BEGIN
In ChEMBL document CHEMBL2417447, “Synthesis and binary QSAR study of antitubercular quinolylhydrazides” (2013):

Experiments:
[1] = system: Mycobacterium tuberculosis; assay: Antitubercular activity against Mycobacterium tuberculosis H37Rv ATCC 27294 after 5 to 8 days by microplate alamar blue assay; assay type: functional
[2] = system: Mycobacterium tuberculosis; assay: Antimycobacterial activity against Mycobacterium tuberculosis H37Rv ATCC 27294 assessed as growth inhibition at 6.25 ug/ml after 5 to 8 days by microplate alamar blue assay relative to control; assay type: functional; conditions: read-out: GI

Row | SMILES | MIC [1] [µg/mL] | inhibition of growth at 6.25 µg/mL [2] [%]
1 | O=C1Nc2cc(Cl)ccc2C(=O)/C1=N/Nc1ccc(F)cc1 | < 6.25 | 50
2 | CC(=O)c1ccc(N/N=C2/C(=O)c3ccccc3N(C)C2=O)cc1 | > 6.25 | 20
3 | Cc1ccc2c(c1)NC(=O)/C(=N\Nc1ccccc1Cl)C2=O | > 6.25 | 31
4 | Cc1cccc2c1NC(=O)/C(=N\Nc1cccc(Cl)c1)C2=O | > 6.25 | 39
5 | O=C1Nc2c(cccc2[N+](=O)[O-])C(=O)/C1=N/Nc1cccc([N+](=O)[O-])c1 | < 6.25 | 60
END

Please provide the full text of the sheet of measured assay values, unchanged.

In ChEMBL document CHEMBL2417447, “Synthesis and binary QSAR study of antitubercular quinolylhydrazides” (2013):

Experiments:
[1] = system: Mycobacterium tuberculosis; assay: Antitubercular activity against Mycobacterium tuberculosis H37Rv ATCC 27294 after 5 to 8 days by microplate alamar blue assay; assay type: functional
[2] = system: Mycobacterium tuberculosis; assay: Antimycobacterial activity against Mycobacterium tuberculosis H37Rv ATCC 27294 assessed as growth inhibition at 6.25 ug/ml after 5 to 8 days by microplate alamar blue assay relative to control; assay type: functional; conditions: read-out: GI

Row | SMILES | MIC [1] [µg/mL] | inhibition of growth at 6.25 µg/mL [2] [%]
1 | O=C1Nc2cc(Cl)ccc2C(=O)/C1=N/Nc1ccc(F)cc1 | < 6.25 | 50
2 | CC(=O)c1ccc(N/N=C2/C(=O)c3ccccc3N(C)C2=O)cc1 | > 6.25 | 20
3 | Cc1ccc2c(c1)NC(=O)/C(=N\Nc1ccccc1Cl)C2=O | > 6.25 | 31
4 | Cc1cccc2c1NC(=O)/C(=N\Nc1cccc(Cl)c1)C2=O | > 6.25 | 39
5 | O=C1Nc2c(cccc2[N+](=O)[O-])C(=O)/C1=N/Nc1cccc([N+](=O)[O-])c1 | < 6.25 | 60